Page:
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on 12 November 2006
This book gives many stories about implementing lean principles as it goes through them. There has been a considerable effort to get stories relevant to software development. There is a strong bias in the stories toward product development over bespoke, and some stories relate more to non-software products so the reader will need to understand and apply the principle to his / her own situation. For all of this, it is a treasure house for anyone wishing to propagate the message of lean development. One would need other books or knowledge from other sources to before being able to implement the individual recommended practices. For lean development this is a great starting point to capture the imagination.
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on 5 November 2009
I expected to learn about the leans ideas in the area of SW development. This book really fullfilled my expectation on this. The book is very focused, 230 pages, which I really appreciate. I found the examples from different industries that the authors very useful. It gives depth to the presented ideas. I think that everyone that is invoolved in SW development should read this. Many agile books and processes focus on product development in a way that seems typical for product companies. But this book is also useful for the SW consulting segment, both for the buyers and the sellers of these kind of services.
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on 18 January 2016
The authors have created a great guidelines for implementing their lean software development approach as I didn't read their first book. I can judge the methodology only in this case. I admit I love I see the true connection between lean startup movement. I can high encourage reading this book when you want to approve your development work. It's good guidelines how to avoid famous "water-scrum-fall" way of developing software which I can see around for many years. Maybe you will try to not call your approach lean, just reason about it senses.

The reason 4/5 is I would love to improve chapters Quality and Partners, I would make them more simple, the details of communication or processes are not that necessary as each organization is different.
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on 28 May 2009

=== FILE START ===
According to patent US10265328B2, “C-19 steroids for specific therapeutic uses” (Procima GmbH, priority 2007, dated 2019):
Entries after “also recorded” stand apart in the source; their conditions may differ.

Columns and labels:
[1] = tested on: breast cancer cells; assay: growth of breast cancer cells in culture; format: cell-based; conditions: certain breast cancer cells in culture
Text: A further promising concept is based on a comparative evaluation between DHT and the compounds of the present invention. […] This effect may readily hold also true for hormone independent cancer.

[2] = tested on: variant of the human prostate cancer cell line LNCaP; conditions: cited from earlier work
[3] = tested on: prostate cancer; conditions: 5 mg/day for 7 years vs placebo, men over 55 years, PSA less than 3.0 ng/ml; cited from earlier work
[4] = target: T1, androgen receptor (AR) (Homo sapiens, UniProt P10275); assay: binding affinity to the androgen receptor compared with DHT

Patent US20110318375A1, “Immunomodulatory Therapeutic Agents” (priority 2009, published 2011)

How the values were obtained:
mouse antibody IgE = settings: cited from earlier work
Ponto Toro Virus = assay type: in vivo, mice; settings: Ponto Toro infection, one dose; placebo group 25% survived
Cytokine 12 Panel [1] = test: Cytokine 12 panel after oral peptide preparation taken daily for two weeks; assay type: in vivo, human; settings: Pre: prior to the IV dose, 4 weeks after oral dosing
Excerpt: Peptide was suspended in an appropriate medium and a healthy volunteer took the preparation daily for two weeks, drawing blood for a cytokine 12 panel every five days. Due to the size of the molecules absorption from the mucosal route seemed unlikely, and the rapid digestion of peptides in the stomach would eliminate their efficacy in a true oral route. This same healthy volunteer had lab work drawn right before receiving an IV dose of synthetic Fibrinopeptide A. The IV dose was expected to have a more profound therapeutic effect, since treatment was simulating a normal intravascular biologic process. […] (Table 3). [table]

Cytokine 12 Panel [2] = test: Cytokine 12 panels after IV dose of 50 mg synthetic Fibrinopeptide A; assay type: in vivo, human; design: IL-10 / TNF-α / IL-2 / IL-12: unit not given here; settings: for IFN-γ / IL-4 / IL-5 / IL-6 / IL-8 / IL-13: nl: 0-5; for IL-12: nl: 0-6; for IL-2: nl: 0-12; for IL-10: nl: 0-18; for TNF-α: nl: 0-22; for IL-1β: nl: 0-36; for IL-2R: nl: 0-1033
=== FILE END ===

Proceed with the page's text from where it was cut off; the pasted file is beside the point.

This book contains excellent explanations of Lean principle and, more importantly, how they apply to IT delivery (projects, change requests, etc.) with clear and rich examples. Examples were so relevant that at times it looked like the authors had been visiting my company before writing the book.
Innovative and very interesting tools(to me) like using value stream maps for waste elimination (especially on delays and queues), pull scheduling for effective prioritization and management are points that I will definitely take on board and try to apply in my daily job.
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on 15 March 2009
This book has totally transformed the way we look at software development and hence our ways of working. For me the biggest impact was in the "absolute elimination of waste" chapter and the use of value stream maps. Many concepts are counterintuitive but work extremely well. If you are into improving your software development processes, this book is a must.
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on 19 October 2010
A very good introduction to the lean concepts. After reading this book it became very clear where the major sources of waste are in the projects I work on. It may not prove so helpful to everyone but it helped me realise that you can actually do something about this waste rather than assuming it's just the way it works.
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on 15 March 2015
This book surpasses the original Lean Software Development book (by the same authors). I really understood what I needed to do after reading this book. The theory is very well explained and joins nicely to usable advice.
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on 8 January 2007
This is an important subject and there aren't many books that look at how you apply Toyota's lean manufacturing techniques to the software development business. Read some of the more general "lean" literature first before you get to this if you want to know what "lean" is all about.

Dissapointment is manifest from early on. We are told that one of the big problems of software development is that "customers just don't know what they want". I'm not really sure this adds anything new to the general debate on how software is built. I think it was okay for Brooks to take this tone when he wrote the Mythical Man Month in 1975 but surely not 30 years on.

But if you can make it through the trite homilies about the authors' children and how teams can achieve more than individuals there are actually some nuggets in here that are worth reading. In particular:

* do a value chain analysis on your development process and expect to be surprised

* recognised partially complete work as wasteful inventory

* don't plan for 100% developer utilisation

* look at your contract structure and make it cater for, rather than try to eliminate uncertainties.

I guess the ultimate irony is that this book itself needs to be subject to the lean treatment. Take out about 100 pages of wasteful waffle and it would be a good read - next time hire an editor, Mary!

So read this book - but keep that barf bag handy!
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